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Albacore Swats

A Gadfly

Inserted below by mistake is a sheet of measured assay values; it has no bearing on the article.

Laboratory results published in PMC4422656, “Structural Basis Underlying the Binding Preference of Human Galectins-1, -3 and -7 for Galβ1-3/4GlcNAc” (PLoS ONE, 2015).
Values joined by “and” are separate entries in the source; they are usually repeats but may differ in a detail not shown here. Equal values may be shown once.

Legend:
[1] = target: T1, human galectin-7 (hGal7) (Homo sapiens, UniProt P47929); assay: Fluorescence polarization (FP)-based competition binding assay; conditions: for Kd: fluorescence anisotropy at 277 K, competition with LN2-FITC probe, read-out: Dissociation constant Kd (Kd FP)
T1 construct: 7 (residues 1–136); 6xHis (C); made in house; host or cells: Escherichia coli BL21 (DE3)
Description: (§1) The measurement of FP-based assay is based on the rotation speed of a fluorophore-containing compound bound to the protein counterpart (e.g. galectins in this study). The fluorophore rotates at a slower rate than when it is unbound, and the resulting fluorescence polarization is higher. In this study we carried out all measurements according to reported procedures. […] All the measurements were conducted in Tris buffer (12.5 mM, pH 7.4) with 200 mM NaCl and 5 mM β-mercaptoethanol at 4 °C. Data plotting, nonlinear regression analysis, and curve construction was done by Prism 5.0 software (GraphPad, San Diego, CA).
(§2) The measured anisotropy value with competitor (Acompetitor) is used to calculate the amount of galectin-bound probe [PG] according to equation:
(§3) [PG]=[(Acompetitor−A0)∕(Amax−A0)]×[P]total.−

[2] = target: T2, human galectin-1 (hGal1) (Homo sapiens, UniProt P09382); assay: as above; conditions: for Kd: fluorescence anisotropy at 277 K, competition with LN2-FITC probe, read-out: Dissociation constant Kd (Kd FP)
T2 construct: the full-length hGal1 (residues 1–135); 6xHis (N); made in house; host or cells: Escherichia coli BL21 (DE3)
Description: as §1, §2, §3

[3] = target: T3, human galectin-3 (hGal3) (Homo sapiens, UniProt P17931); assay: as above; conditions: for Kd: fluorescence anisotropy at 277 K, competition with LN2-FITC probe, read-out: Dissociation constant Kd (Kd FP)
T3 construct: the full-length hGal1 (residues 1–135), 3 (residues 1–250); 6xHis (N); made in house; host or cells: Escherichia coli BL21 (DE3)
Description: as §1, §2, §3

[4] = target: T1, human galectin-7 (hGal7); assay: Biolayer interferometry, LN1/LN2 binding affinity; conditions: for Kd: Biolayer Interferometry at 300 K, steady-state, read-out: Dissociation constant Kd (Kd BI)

In December 1942, the submarine USS Albacore’s second war patrol found her patrolling off New Guinea’s northern coast keen to intercept Japanese supply runs to Lae. On the night of December 18, eight miles off Madang, her captain, Richard C. Lake, sighted what he thought was a large transport escorted by a destroyer. From a range of 2,000 yards he fired two torpedoes at the transport. Both torpedoes hit the target in its starboard quarter. It sank stern first at 2320 hours, at 05°-12′ S, 145°-56′ E. After Albacore made it to Brisbane it was learned from intercepted enemy radio communications that the ship was the 3,230-ton light cruiser Tenryu. It had been Rear Admiral Matsuyama Mitsuharu’s flagship. He shifted his flag to the destroyer Isonami, while the destroyer Sukukaze rescued Tenryu’s surviving crew. Twenty-three sailors were killed and twenty-one were wounded in the attack. The Japanese had used Tenryu effectively in the major naval engagements of the Guadalcanal campaign. She had also been a principal player in the invasion of Wake Island and the Battle of the Coral Sea. Overall, she had been a persistently irritating and harassing force. The U. S. Navy was pleased to learn of her demise.

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